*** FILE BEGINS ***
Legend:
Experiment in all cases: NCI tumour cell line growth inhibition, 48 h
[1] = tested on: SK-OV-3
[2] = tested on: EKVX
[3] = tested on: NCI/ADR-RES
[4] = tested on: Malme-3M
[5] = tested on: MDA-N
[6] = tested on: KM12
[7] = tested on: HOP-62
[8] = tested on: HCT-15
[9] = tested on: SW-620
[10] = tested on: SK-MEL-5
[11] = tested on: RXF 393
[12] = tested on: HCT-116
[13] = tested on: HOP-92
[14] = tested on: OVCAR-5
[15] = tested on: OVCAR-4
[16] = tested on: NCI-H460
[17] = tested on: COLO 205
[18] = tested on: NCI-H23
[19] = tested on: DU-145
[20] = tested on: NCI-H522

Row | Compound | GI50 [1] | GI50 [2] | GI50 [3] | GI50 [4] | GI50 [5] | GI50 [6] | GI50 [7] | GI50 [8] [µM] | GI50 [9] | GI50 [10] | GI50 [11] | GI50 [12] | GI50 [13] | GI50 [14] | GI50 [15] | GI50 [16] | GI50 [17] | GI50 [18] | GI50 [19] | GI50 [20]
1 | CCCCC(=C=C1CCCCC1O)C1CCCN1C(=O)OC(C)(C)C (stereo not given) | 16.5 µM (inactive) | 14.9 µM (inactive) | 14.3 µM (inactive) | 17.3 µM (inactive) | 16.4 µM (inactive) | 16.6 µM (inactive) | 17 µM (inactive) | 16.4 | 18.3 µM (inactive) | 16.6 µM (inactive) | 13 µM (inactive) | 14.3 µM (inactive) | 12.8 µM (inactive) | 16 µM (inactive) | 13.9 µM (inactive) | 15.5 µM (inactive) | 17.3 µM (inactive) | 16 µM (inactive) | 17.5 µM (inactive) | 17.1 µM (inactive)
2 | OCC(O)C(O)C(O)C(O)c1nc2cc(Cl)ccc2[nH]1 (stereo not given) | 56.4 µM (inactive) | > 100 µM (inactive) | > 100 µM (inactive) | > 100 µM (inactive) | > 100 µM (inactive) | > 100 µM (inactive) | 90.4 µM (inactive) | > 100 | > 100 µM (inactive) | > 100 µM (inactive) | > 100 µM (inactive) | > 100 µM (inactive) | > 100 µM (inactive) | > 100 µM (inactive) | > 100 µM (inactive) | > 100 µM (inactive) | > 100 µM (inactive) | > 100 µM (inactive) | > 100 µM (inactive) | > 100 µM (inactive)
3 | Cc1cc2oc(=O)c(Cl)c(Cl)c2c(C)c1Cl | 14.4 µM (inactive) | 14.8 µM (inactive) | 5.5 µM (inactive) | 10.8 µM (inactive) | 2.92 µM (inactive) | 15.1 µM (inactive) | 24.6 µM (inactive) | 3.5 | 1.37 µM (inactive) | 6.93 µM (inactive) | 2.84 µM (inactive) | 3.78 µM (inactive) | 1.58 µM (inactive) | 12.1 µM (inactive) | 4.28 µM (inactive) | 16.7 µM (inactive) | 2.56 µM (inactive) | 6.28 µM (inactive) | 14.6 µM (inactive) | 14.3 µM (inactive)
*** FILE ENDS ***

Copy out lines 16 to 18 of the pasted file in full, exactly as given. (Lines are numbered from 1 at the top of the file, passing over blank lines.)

[14] = tested on: OVCAR-5
[15] = tested on: OVCAR-4
[16] = tested on: NCI-H460